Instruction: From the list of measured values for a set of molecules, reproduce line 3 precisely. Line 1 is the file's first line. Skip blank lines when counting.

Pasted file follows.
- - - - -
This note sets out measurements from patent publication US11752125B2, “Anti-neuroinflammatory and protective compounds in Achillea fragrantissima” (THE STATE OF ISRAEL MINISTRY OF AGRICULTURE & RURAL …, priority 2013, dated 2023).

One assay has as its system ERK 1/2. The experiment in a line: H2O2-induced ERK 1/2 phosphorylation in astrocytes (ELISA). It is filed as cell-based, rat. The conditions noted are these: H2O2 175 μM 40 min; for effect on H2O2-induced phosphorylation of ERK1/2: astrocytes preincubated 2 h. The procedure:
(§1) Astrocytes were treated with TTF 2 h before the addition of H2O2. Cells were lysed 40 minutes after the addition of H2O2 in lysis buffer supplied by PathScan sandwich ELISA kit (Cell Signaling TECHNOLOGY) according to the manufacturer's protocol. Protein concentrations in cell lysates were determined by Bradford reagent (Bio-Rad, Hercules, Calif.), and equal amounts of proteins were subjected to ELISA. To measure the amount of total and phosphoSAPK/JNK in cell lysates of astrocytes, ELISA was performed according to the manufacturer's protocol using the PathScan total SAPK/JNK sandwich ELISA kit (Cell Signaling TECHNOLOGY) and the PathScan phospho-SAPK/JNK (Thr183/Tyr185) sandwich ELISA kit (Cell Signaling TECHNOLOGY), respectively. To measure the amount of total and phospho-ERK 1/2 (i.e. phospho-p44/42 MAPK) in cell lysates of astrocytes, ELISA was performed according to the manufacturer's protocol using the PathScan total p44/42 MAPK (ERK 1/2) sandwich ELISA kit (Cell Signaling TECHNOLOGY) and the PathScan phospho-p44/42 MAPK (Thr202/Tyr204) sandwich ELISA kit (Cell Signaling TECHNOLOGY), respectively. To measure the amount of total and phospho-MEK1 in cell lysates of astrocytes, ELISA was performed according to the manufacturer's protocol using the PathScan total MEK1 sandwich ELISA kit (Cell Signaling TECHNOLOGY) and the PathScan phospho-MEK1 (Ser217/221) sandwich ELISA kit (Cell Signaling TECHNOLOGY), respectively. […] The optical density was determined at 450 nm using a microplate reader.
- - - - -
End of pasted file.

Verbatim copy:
(§1) Astrocytes were treated with TTF 2 h before the addition of H2O2. Cells were lysed 40 minutes after the addition of H2O2 in lysis buffer supplied by PathScan sandwich ELISA kit (Cell Signaling TECHNOLOGY) according to the manufacturer's protocol. Protein concentrations in cell lysates were determined by Bradford reagent (Bio-Rad, Hercules, Calif.), and equal amounts of proteins were subjected to ELISA. To measure the amount of total and phosphoSAPK/JNK in cell lysates of astrocytes, ELISA was performed according to the manufacturer's protocol using the PathScan total SAPK/JNK sandwich ELISA kit (Cell Signaling TECHNOLOGY) and the PathScan phospho-SAPK/JNK (Thr183/Tyr185) sandwich ELISA kit (Cell Signaling TECHNOLOGY), respectively. To measure the amount of total and phospho-ERK 1/2 (i.e. phospho-p44/42 MAPK) in cell lysates of astrocytes, ELISA was performed according to the manufacturer's protocol using the PathScan total p44/42 MAPK (ERK 1/2) sandwich ELISA kit (Cell Signaling TECHNOLOGY) and the PathScan phospho-p44/42 MAPK (Thr202/Tyr204) sandwich ELISA kit (Cell Signaling TECHNOLOGY), respectively. To measure the amount of total and phospho-MEK1 in cell lysates of astrocytes, ELISA was performed according to the manufacturer's protocol using the PathScan total MEK1 sandwich ELISA kit (Cell Signaling TECHNOLOGY) and the PathScan phospho-MEK1 (Ser217/221) sandwich ELISA kit (Cell Signaling TECHNOLOGY), respectively. […] The optical density was determined at 450 nm using a microplate reader.